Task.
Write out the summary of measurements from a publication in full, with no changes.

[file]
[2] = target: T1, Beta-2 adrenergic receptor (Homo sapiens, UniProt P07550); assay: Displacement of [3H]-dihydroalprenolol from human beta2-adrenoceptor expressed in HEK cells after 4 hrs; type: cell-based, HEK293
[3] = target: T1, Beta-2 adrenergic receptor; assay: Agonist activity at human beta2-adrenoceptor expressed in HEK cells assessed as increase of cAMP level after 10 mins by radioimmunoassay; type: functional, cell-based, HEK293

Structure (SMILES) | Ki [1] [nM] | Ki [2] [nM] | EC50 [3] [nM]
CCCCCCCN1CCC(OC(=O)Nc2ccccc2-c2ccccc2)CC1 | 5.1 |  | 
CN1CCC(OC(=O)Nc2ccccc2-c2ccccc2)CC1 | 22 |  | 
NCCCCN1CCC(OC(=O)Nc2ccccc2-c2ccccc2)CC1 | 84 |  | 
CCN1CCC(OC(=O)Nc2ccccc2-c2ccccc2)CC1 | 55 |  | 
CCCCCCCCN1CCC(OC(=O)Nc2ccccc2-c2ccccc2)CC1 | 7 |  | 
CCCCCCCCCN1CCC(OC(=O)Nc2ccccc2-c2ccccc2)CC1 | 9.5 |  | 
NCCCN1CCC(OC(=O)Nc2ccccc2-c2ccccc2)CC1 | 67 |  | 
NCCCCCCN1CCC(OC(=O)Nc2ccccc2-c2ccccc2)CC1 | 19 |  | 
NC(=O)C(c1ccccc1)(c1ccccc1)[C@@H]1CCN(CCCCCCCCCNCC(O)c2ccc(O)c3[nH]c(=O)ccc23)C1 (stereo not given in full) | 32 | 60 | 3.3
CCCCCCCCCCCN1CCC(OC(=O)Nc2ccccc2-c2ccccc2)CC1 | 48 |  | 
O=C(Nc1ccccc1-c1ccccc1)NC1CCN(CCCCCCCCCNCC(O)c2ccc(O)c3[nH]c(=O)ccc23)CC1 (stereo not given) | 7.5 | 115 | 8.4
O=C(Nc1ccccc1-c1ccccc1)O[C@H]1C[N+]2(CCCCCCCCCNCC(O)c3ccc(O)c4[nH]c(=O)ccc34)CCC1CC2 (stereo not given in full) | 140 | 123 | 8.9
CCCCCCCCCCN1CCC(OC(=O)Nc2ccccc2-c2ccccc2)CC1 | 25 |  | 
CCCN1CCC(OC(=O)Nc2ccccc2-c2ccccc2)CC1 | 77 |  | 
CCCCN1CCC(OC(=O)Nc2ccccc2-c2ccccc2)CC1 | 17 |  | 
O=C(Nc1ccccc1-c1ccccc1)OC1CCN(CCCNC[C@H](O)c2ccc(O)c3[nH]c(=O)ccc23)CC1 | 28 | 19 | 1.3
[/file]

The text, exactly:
[2] = target: T1, Beta-2 adrenergic receptor (Homo sapiens, UniProt P07550); assay: Displacement of [3H]-dihydroalprenolol from human beta2-adrenoceptor expressed in HEK cells after 4 hrs; type: cell-based, HEK293
[3] = target: T1, Beta-2 adrenergic receptor; assay: Agonist activity at human beta2-adrenoceptor expressed in HEK cells assessed as increase of cAMP level after 10 mins by radioimmunoassay; type: functional, cell-based, HEK293

Structure (SMILES) | Ki [1] [nM] | Ki [2] [nM] | EC50 [3] [nM]
CCCCCCCN1CCC(OC(=O)Nc2ccccc2-c2ccccc2)CC1 | 5.1 |  | 
CN1CCC(OC(=O)Nc2ccccc2-c2ccccc2)CC1 | 22 |  | 
NCCCCN1CCC(OC(=O)Nc2ccccc2-c2ccccc2)CC1 | 84 |  | 
CCN1CCC(OC(=O)Nc2ccccc2-c2ccccc2)CC1 | 55 |  | 
CCCCCCCCN1CCC(OC(=O)Nc2ccccc2-c2ccccc2)CC1 | 7 |  | 
CCCCCCCCCN1CCC(OC(=O)Nc2ccccc2-c2ccccc2)CC1 | 9.5 |  | 
NCCCN1CCC(OC(=O)Nc2ccccc2-c2ccccc2)CC1 | 67 |  | 
NCCCCCCN1CCC(OC(=O)Nc2ccccc2-c2ccccc2)CC1 | 19 |  | 
NC(=O)C(c1ccccc1)(c1ccccc1)[C@@H]1CCN(CCCCCCCCCNCC(O)c2ccc(O)c3[nH]c(=O)ccc23)C1 (stereo not given in full) | 32 | 60 | 3.3
CCCCCCCCCCCN1CCC(OC(=O)Nc2ccccc2-c2ccccc2)CC1 | 48 |  | 
O=C(Nc1ccccc1-c1ccccc1)NC1CCN(CCCCCCCCCNCC(O)c2ccc(O)c3[nH]c(=O)ccc23)CC1 (stereo not given) | 7.5 | 115 | 8.4
O=C(Nc1ccccc1-c1ccccc1)O[C@H]1C[N+]2(CCCCCCCCCNCC(O)c3ccc(O)c4[nH]c(=O)ccc34)CCC1CC2 (stereo not given in full) | 140 | 123 | 8.9
CCCCCCCCCCN1CCC(OC(=O)Nc2ccccc2-c2ccccc2)CC1 | 25 |  | 
CCCN1CCC(OC(=O)Nc2ccccc2-c2ccccc2)CC1 | 77 |  | 
CCCCN1CCC(OC(=O)Nc2ccccc2-c2ccccc2)CC1 | 17 |  | 
O=C(Nc1ccccc1-c1ccccc1)OC1CCN(CCCNC[C@H](O)c2ccc(O)c3[nH]c(=O)ccc23)CC1 | 28 | 19 | 1.3